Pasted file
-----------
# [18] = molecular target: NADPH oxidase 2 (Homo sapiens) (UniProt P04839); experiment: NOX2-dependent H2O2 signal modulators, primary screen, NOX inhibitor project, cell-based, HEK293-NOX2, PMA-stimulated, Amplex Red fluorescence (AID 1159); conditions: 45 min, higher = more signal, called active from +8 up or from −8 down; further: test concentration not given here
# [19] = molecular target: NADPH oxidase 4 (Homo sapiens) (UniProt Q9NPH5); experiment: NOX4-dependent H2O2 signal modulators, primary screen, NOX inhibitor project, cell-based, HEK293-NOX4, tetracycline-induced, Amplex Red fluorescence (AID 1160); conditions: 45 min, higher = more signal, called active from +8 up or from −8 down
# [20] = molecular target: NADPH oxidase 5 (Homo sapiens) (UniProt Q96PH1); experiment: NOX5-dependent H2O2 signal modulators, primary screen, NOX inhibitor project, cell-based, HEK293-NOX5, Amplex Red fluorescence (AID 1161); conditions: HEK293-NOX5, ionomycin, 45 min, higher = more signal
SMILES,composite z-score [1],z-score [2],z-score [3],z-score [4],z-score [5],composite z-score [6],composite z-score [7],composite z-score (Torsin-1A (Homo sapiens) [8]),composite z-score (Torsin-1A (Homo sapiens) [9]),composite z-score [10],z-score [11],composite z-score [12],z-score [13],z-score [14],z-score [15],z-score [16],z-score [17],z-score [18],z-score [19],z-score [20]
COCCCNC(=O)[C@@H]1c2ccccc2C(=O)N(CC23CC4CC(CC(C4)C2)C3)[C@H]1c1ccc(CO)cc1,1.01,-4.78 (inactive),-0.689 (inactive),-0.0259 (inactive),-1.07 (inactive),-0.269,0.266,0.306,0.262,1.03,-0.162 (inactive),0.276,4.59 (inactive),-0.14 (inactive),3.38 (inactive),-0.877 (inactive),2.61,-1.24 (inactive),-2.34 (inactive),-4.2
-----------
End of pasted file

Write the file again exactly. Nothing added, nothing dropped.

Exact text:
# [18] = molecular target: NADPH oxidase 2 (Homo sapiens) (UniProt P04839); experiment: NOX2-dependent H2O2 signal modulators, primary screen, NOX inhibitor project, cell-based, HEK293-NOX2, PMA-stimulated, Amplex Red fluorescence (AID 1159); conditions: 45 min, higher = more signal, called active from +8 up or from −8 down; further: test concentration not given here
# [19] = molecular target: NADPH oxidase 4 (Homo sapiens) (UniProt Q9NPH5); experiment: NOX4-dependent H2O2 signal modulators, primary screen, NOX inhibitor project, cell-based, HEK293-NOX4, tetracycline-induced, Amplex Red fluorescence (AID 1160); conditions: 45 min, higher = more signal, called active from +8 up or from −8 down
# [20] = molecular target: NADPH oxidase 5 (Homo sapiens) (UniProt Q96PH1); experiment: NOX5-dependent H2O2 signal modulators, primary screen, NOX inhibitor project, cell-based, HEK293-NOX5, Amplex Red fluorescence (AID 1161); conditions: HEK293-NOX5, ionomycin, 45 min, higher = more signal
SMILES,composite z-score [1],z-score [2],z-score [3],z-score [4],z-score [5],composite z-score [6],composite z-score [7],composite z-score (Torsin-1A (Homo sapiens) [8]),composite z-score (Torsin-1A (Homo sapiens) [9]),composite z-score [10],z-score [11],composite z-score [12],z-score [13],z-score [14],z-score [15],z-score [16],z-score [17],z-score [18],z-score [19],z-score [20]
COCCCNC(=O)[C@@H]1c2ccccc2C(=O)N(CC23CC4CC(CC(C4)C2)C3)[C@H]1c1ccc(CO)cc1,1.01,-4.78 (inactive),-0.689 (inactive),-0.0259 (inactive),-1.07 (inactive),-0.269,0.266,0.306,0.262,1.03,-0.162 (inactive),0.276,4.59 (inactive),-0.14 (inactive),3.38 (inactive),-0.877 (inactive),2.61,-1.24 (inactive),-2.34 (inactive),-4.2